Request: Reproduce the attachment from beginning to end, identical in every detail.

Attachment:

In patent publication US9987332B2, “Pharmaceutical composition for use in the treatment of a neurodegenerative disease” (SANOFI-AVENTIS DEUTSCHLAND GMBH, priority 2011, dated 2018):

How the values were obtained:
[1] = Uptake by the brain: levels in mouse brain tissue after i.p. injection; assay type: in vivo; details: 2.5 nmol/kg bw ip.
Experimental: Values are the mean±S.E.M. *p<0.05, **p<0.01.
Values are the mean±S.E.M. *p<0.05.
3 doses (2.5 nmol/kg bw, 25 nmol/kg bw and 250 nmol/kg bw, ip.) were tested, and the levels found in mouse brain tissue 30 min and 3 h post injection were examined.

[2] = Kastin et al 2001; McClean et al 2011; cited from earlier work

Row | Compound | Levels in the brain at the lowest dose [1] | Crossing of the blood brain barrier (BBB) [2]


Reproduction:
In patent publication US9987332B2, “Pharmaceutical composition for use in the treatment of a neurodegenerative disease” (SANOFI-AVENTIS DEUTSCHLAND GMBH, priority 2011, dated 2018):

How the values were obtained:
[1] = Uptake by the brain: levels in mouse brain tissue after i.p. injection; assay type: in vivo; details: 2.5 nmol/kg bw ip.
Experimental: Values are the mean±S.E.M. *p<0.05, **p<0.01.
Values are the mean±S.E.M. *p<0.05.
3 doses (2.5 nmol/kg bw, 25 nmol/kg bw and 250 nmol/kg bw, ip.) were tested, and the levels found in mouse brain tissue 30 min and 3 h post injection were examined.

[2] = Kastin et al 2001; McClean et al 2011; cited from earlier work

Row | Compound | Levels in the brain at the lowest dose [1] | Crossing of the blood brain barrier (BBB) [2]